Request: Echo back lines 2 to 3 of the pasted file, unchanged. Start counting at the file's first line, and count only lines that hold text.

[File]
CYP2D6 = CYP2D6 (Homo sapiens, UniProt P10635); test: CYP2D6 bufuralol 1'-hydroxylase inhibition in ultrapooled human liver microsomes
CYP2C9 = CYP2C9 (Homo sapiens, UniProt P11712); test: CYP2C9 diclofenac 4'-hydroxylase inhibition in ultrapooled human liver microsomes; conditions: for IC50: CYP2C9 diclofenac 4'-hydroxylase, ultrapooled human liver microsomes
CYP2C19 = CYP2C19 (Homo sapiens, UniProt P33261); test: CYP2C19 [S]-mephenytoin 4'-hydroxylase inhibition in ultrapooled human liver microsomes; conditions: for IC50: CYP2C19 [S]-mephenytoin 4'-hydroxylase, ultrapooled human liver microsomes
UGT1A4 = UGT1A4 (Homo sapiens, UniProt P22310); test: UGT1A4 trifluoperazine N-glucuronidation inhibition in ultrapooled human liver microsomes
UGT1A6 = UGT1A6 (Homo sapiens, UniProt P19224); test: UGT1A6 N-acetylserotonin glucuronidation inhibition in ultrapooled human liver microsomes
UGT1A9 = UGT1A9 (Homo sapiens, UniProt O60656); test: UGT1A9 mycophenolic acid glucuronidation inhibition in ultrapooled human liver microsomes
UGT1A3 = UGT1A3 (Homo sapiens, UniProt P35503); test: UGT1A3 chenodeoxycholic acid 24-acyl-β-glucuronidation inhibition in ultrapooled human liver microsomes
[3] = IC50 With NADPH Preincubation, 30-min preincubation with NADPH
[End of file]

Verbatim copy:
CYP2C9 = CYP2C9 (Homo sapiens, UniProt P11712); test: CYP2C9 diclofenac 4'-hydroxylase inhibition in ultrapooled human liver microsomes; conditions: for IC50: CYP2C9 diclofenac 4'-hydroxylase, ultrapooled human liver microsomes
CYP2C19 = CYP2C19 (Homo sapiens, UniProt P33261); test: CYP2C19 [S]-mephenytoin 4'-hydroxylase inhibition in ultrapooled human liver microsomes; conditions: for IC50: CYP2C19 [S]-mephenytoin 4'-hydroxylase, ultrapooled human liver microsomes